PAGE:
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HOW TO PLAN A CRUSADE: Religious War in the High Middle Ages
Bibliophile price: £8.00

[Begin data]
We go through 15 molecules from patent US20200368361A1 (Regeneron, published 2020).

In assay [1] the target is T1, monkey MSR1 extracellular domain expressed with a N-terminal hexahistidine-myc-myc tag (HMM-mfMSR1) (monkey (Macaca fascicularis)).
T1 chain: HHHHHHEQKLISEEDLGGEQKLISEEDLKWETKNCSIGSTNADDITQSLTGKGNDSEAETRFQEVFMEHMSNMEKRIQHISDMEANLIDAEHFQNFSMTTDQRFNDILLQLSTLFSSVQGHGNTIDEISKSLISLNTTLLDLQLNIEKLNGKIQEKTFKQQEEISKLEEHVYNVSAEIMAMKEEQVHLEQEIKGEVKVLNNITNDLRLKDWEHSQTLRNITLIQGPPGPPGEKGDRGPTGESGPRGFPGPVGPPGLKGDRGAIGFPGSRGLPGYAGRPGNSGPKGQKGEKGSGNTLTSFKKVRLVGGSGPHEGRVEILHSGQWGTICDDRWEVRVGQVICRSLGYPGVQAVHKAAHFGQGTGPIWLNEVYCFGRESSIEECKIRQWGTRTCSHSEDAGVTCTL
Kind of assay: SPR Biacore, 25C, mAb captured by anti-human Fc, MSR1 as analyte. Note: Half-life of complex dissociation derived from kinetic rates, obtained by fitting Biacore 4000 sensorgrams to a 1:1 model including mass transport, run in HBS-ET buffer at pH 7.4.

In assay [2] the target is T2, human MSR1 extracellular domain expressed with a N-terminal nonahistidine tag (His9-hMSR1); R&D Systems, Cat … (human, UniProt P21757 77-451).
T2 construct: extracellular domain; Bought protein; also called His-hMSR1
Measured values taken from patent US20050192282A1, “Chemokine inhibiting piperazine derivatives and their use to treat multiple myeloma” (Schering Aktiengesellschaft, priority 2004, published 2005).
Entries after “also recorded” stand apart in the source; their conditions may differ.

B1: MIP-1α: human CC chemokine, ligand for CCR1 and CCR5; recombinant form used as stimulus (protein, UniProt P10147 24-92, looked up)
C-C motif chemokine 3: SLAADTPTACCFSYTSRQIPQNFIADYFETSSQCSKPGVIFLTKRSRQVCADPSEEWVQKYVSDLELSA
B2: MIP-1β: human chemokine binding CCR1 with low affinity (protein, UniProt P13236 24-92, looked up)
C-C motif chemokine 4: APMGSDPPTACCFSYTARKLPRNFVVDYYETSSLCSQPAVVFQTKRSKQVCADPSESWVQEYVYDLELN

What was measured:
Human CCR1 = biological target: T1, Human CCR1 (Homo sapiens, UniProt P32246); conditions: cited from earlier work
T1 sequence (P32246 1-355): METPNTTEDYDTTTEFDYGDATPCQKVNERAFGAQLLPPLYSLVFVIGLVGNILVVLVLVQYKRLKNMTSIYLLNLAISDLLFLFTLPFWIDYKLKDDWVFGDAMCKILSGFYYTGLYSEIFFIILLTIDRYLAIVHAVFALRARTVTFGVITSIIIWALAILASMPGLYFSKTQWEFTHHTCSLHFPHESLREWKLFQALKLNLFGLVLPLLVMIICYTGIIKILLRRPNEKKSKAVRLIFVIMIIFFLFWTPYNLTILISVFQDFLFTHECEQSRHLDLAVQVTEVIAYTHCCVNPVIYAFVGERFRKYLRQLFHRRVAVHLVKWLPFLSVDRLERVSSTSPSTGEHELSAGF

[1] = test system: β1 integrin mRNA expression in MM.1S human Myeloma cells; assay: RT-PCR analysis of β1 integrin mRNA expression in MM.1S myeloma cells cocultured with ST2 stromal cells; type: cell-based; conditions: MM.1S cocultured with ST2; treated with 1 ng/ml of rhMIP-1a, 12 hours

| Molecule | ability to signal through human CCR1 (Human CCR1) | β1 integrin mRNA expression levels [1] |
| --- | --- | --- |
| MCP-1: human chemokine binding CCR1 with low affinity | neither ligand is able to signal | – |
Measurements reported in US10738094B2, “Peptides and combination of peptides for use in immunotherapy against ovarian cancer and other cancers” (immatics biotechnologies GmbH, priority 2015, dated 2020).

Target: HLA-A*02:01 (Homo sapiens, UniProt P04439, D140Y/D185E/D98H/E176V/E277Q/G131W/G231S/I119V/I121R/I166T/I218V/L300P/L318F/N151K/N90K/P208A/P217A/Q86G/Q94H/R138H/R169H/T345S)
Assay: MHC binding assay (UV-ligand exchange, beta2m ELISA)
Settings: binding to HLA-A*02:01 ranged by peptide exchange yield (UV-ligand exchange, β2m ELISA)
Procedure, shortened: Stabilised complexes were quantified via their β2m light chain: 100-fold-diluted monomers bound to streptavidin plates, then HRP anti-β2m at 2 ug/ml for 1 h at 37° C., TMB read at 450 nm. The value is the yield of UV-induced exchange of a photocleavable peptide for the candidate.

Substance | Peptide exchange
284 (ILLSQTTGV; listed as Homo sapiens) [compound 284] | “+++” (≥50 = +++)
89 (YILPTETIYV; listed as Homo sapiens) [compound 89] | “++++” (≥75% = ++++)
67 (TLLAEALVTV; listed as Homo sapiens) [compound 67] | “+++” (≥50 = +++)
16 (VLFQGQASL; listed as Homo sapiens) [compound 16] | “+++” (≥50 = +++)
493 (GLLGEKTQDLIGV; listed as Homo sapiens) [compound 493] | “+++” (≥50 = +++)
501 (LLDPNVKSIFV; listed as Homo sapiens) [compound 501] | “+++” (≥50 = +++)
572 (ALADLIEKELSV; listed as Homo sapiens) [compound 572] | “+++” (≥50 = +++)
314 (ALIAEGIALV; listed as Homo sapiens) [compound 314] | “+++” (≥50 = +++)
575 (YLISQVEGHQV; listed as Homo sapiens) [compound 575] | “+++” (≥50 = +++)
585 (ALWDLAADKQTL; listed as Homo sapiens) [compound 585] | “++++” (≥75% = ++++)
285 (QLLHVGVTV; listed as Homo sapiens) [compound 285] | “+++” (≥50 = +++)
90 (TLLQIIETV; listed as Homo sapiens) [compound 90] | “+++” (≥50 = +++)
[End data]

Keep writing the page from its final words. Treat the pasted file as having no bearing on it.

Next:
The Oxford historian has written a spirited and sweeping account of religious war in the high Middle Ages, a story of conquest initiated by the First Crusade and its successors. The accounts move quickly from describing the Pope's calls to arms to the battlefield. Tyerman focusses on the overlooked, the massive, all-encompassing and hugely costly business of preparing for a Crusade. Thousands of men and women left their lands and families in western Europe and marched off to the Holy Land, called by the power of prayer, in a dynamic era of conquest. The narrative explores the diplomacy, communications, propaganda, medical care, equipment, voyages, money, weapons, wills, ransom and animals. Illustrations in the text include scenes from the Siege of Damietta 1912 including the floating siege-tower designed by the preacher Oliver of Paderborn and the defeat and captivity of French Crusaders at Gaza 1240. Knights are attacking Muslim cavalry and a cargo ship, protected by Christ. There are 29 plates including a 14th century map of Jerusalem, Louis IX of France taking the Cross on his sick bed 1244, Mongols depicted as cannibals, French prisoners released from Egypt 1241, shipbuilding and the building of a battlefield fort from the Bayeux Tapestry, and a grid map of the Holy Land. With four maps, 400pp, colour plates.

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